Then, here is where the concept of a quiet practice comes in. A practice doesn’t always have to be based on the constant chatter of a teacher and her generalised ‘blanket’ cues ( as experienced as she is, she can’t feasibly speak for everyone).  Or paced with the prescriptive mantra of the breath of your fellow class attendees. Yoga doesn’t require an external noise source ( your teacher’s playlist ),  defining a choreographed plot line with a musical peak pose moment.

A silent, solitary, inward practice.

Self motivated. Without mirrors or selfie sticks.  Without the internet or a podcast. Without music. Without that hottie on the mat next to you. Without a teacher or his instruction. Without that ‘advanced’ student to follow along, in front of you. Without the back-drop of a rack synthetic hot pants for sale at the studio, or boxes of packaged vegan bars / trendy ( ok, delicious) cold pressed juices, the free coconut water that calls you to rush out of your savasana before it runs out.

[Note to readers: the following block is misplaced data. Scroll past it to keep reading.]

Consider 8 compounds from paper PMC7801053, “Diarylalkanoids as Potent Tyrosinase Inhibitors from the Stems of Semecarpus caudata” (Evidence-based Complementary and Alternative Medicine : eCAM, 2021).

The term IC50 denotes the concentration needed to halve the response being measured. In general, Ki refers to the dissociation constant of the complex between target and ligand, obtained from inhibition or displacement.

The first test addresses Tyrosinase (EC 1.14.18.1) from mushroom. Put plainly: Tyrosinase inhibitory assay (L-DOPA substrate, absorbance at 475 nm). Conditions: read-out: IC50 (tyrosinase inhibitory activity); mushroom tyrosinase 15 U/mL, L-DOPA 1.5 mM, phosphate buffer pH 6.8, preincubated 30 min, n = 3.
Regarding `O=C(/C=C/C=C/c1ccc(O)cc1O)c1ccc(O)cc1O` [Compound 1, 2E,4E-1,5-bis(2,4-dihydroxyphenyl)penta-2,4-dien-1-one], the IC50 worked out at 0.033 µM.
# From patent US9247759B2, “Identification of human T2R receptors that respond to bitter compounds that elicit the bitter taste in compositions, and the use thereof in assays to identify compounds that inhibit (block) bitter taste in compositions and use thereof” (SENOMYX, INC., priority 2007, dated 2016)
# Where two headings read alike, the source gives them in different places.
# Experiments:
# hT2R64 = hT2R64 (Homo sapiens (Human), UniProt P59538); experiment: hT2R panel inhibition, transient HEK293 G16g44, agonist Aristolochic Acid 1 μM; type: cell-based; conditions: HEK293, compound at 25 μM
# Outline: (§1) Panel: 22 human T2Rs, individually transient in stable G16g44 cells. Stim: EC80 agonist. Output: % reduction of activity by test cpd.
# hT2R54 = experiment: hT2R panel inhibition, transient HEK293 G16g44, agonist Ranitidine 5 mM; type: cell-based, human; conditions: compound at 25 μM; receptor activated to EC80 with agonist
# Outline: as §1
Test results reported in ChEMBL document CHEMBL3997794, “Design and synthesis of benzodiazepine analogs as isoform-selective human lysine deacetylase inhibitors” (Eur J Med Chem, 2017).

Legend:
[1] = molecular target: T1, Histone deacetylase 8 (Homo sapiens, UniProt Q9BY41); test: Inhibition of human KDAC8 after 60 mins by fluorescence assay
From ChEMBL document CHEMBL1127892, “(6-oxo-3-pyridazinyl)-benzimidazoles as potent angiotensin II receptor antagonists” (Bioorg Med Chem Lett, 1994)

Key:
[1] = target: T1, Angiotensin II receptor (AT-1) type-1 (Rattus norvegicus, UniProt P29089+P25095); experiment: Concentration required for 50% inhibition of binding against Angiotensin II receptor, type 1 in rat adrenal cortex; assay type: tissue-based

Can I ask you to practice alone, in old, not particularly flattering but just comfortable clothes, on a no frills mat from Target rolled out in a little bit of space somewhere, with your eyes half closed?

A silent, solitary practice is where yoga takes flight. For here, without external reflection, the mind is drawn inward and you start to notice, and in time observe, sensation. The feelings of being in a physical body. The feeling of the muscles, bones, sinews, skin. The stretch of the fascia, the rebound. The sensation of the breath moving in and out of the body. And more subtly, the sensation of energetic movement and pattern. Each pose has an attendant sensation. Perhaps a little -or a great deal- different for every body. Perhaps changing every day. The actual quality of the sensation is not what matters. Noticing the quality, with curiosity,  without judgement or categorisation, is what matters.

This is the present moment. This is the gift we are given whilst placed in a physical body. Sensation which always already brings you to the present moment. The start and the end of the journey, sensation is forever present, woven through all experience.